How do you know when a pithy phrase or seductive idea has become fashionable in policy circles? When The Economist devotes a briefing to it.
In a briefing and accompanying editorial earlier this summer, that distinguished newspaper (it's a magazine, but still calls itself a newspaper, and I'm happy to indulge such eccentricity) argued that data is today what oil was a century ago.
As The Economist put it, "A new commodity spawns a lucrative, fast-growing industry, prompting anti-trust regulators to step in to restrain those who control its flow." Never mind that data isn't particularly new (though the volume may be) - this argument does, at first glance, have much to recommend it.
Just as a century ago those who got to the oil in the ground were able to amass vast wealth, establish near monopolies, and build the future economy on their own precious resource, so data companies like Facebook and Google are able to do similar now. With oil in the 20th century, a consensus eventually grew that it would be up to regulators to intervene and break up the oligopolies - or oiliogopolies - that threatened an excessive concentration of power.
Many impressive thinkers have detected similarities between data today and oil in yesteryear. John Thornhill, the Financial Times's Innovation Editor, has used the example of Alaska to argue that data companies should pay a universal basic income, another idea that has become highly fashionable in policy circles.
At first I was taken by the parallels between data and oil. But now I'm not so sure. As I argued in a series of tweets last week, there are such important differences between data today and oil a century ago that the comparison, while catchy, risks spreading a misunderstanding of how these new technology super-firms operate - and what to do about their power.
The first big difference is one of supply. There is a finite amount of oil in the ground, albeit that is still plenty, and we probably haven't found all of it. But data is virtually infinite. Its supply is super-abundant. In terms of basic supply, data is more like sunlight than oil: there is so much of it that our principal concern should be more what to do with it than where to find more, or how to share that which we've already found.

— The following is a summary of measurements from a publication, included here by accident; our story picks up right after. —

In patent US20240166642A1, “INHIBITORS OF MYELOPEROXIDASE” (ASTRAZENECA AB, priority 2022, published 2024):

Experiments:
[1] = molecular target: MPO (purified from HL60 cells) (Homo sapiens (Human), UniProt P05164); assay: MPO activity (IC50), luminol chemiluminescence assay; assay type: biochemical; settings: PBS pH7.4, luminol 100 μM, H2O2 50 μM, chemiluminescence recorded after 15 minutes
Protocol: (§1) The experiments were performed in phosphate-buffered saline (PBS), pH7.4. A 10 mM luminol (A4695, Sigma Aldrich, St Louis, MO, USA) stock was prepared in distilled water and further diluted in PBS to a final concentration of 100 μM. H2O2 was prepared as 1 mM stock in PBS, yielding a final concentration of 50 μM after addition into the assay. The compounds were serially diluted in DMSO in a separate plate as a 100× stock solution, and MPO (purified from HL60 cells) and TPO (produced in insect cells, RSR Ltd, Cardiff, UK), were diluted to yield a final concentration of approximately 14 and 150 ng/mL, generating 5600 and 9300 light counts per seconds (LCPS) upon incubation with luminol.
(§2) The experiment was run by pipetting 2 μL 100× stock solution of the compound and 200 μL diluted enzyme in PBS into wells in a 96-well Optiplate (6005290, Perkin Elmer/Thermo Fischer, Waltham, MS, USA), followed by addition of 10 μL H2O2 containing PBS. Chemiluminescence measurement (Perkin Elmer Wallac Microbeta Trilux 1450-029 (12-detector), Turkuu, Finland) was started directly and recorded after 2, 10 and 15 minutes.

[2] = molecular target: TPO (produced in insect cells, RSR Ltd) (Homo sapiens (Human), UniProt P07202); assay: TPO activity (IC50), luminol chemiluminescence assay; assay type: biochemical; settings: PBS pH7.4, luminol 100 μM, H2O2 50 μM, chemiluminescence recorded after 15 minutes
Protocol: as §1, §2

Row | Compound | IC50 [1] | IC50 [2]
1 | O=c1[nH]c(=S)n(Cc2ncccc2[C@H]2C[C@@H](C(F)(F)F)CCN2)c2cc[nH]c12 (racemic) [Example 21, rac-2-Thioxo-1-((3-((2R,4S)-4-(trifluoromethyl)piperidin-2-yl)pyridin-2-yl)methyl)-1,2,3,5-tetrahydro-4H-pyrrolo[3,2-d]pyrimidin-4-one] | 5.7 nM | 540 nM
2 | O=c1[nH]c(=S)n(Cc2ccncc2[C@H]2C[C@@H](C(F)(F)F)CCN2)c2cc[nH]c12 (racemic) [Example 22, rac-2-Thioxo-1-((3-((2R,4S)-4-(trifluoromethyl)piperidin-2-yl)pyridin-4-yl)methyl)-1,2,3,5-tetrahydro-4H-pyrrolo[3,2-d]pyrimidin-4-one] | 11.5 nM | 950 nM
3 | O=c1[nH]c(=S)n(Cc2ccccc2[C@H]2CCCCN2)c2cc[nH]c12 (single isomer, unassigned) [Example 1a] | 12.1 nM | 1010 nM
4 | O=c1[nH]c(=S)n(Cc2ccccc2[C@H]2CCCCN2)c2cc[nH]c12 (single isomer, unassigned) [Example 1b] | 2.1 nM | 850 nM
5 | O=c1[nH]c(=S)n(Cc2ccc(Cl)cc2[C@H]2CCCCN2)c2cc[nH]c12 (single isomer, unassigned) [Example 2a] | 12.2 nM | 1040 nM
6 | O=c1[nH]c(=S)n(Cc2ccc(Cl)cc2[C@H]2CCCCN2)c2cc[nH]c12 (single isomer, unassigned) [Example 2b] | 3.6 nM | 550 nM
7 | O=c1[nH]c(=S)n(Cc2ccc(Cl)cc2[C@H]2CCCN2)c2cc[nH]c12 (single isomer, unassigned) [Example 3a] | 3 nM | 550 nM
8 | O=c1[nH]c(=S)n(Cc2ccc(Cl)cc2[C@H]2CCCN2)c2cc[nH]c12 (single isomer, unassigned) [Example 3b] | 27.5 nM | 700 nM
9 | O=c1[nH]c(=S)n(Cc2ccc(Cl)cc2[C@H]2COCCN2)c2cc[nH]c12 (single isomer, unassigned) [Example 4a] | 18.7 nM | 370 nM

Data can also be re-used, and the same data can be used by different people for different reasons. Say I invented a new email address. I might use that to register for a music service, where I left a footprint of my taste in music; a social media platform on which I upload photos of my baby son; and a search engine, where I indulge my fascination with reggae.
If, through that email address, a data company were able to access information about me or my friends, the music service, the social network and the search engine might all benefit from that one email address and all that is connected to it. This is different from oil. If a major oil company get to an oil field in, say, Texas, they alone will have control of the oil there - and once they've used it up, it's gone.
This points to another key difference: who controls the commodity. There are very legitimate fears about the use and abuse of personal data online - for instance, by foreign powers trying to influence elections. And very few people have a really clear idea about the digital footprint they have left online. If they did know, they might become obsessed with security. I know a few data fanatics who own several phones and indulge data-savvy habits, such as avoiding all text messages in favour of WhatsApp, which is encrypted.
But data is something which - in theory if not in practice - the user can control, and which ideally - though again the practice falls well short - spreads by consent. Going back to that oil company, it's largely up to them how they deploy the oil in the ground beneath Texas: how many barrels they take out every day, what price they sell it for, who they sell it to.
With my email address, it's up to me whether to give it to that music service, social network, or search engine. If I don't want people to know that I have an unhealthy obsession with bands such as The Wailers, The Pioneers and The Ethiopians, I can keep digitally schtum.
Now, I realise that in practice, very few people feel they have control over their personal data online; and retrieving your data isn't exactly easy. If I tried to reclaim, or wipe from the face of the earth, all the personal data that I've handed over to data companies, it'd be a full time job for the rest of my life and I'd never actually achieve it. That said, it is largely as a result of my choices that these firms have so much of my personal data.
The final key difference is that the data industry is much faster to evolve than the oil industry was. Innovation is in the very DNA of big data companies, some of whose lifespans are pitifully short. As a result, regulation is much harder. That briefing in The Economist actually makes the point well that a previous model of regulation may not necessarily work for these new companies, who are forever adapting. That is not to say they should not be regulated; rather, that regulating them is something we haven't yet worked out how to do.
It is because the debate over regulation of these companies is so live that I think we need to interrogate superficially attractive ideas such as 'data is the new oil'. In fact, whereas finite but plentiful oil supplied a raw material for the industrial economy, data is a super-abundant resource in a post-industrial economy. Data companies increasingly control, and redefine, the nature of our public domain, rather than power our transport, or heat our homes.
Data today has something important in common with oil a century ago. But the tech titans are more media moguls than oil barons.